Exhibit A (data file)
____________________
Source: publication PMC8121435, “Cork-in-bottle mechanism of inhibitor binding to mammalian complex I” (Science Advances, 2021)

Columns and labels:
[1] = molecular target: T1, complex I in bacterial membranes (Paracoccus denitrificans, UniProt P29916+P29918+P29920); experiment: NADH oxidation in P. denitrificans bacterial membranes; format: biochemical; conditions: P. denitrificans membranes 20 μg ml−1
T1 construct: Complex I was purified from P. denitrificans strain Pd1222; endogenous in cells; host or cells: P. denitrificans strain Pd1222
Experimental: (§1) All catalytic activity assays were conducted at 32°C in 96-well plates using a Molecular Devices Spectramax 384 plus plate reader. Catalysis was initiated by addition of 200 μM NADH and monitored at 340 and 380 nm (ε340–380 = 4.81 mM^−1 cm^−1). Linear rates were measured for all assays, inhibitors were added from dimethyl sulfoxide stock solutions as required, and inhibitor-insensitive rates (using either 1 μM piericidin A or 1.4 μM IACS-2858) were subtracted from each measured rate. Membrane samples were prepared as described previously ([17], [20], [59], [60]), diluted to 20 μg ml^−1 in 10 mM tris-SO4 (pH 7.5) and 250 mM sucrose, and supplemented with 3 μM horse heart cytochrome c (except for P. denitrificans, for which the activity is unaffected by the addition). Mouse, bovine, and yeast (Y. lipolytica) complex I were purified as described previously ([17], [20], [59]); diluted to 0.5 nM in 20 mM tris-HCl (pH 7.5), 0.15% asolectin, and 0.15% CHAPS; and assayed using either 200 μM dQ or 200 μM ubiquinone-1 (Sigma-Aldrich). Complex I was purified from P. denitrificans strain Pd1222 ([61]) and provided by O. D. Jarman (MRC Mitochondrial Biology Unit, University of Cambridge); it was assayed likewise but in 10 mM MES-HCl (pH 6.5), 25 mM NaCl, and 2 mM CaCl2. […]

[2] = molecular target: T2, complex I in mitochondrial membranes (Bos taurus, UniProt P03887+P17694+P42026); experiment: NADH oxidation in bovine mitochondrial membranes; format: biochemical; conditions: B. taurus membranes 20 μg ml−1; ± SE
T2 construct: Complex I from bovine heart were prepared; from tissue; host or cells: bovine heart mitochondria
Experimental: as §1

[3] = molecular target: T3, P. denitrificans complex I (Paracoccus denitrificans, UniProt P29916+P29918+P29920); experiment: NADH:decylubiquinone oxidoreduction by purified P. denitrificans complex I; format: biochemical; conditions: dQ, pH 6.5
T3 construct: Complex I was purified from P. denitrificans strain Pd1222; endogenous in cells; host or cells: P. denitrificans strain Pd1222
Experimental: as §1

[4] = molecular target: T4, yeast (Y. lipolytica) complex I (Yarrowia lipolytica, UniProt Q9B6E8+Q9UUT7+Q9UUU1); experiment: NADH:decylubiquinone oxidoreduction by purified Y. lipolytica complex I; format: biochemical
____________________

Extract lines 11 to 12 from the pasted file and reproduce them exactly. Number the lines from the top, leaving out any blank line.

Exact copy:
Experimental: as §1

[4] = molecular target: T4, yeast (Y. lipolytica) complex I (Yarrowia lipolytica, UniProt Q9B6E8+Q9UUT7+Q9UUU1); experiment: NADH:decylubiquinone oxidoreduction by purified Y. lipolytica complex I; format: biochemical